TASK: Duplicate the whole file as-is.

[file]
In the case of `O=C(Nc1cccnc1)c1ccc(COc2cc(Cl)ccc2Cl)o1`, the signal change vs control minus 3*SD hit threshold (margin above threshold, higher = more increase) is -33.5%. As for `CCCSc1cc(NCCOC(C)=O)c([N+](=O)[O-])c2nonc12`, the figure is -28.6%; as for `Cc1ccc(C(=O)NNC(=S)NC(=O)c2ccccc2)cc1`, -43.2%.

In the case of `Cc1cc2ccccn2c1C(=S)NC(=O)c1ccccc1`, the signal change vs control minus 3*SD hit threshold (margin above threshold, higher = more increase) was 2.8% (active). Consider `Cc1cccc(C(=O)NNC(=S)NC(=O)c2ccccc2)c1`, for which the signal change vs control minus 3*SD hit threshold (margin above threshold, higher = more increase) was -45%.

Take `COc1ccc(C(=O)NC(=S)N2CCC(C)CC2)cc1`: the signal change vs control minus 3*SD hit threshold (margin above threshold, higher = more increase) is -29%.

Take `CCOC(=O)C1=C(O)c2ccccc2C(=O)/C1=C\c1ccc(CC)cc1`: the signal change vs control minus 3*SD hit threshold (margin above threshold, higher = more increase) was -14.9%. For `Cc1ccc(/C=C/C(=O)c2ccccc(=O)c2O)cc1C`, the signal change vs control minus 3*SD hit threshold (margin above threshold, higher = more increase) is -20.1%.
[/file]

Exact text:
In the case of `O=C(Nc1cccnc1)c1ccc(COc2cc(Cl)ccc2Cl)o1`, the signal change vs control minus 3*SD hit threshold (margin above threshold, higher = more increase) is -33.5%. As for `CCCSc1cc(NCCOC(C)=O)c([N+](=O)[O-])c2nonc12`, the figure is -28.6%; as for `Cc1ccc(C(=O)NNC(=S)NC(=O)c2ccccc2)cc1`, -43.2%.

In the case of `Cc1cc2ccccn2c1C(=S)NC(=O)c1ccccc1`, the signal change vs control minus 3*SD hit threshold (margin above threshold, higher = more increase) was 2.8% (active). Consider `Cc1cccc(C(=O)NNC(=S)NC(=O)c2ccccc2)c1`, for which the signal change vs control minus 3*SD hit threshold (margin above threshold, higher = more increase) was -45%.

Take `COc1ccc(C(=O)NC(=S)N2CCC(C)CC2)cc1`: the signal change vs control minus 3*SD hit threshold (margin above threshold, higher = more increase) is -29%.

Take `CCOC(=O)C1=C(O)c2ccccc2C(=O)/C1=C\c1ccc(CC)cc1`: the signal change vs control minus 3*SD hit threshold (margin above threshold, higher = more increase) was -14.9%. For `Cc1ccc(/C=C/C(=O)c2ccccc(=O)c2O)cc1C`, the signal change vs control minus 3*SD hit threshold (margin above threshold, higher = more increase) is -20.1%.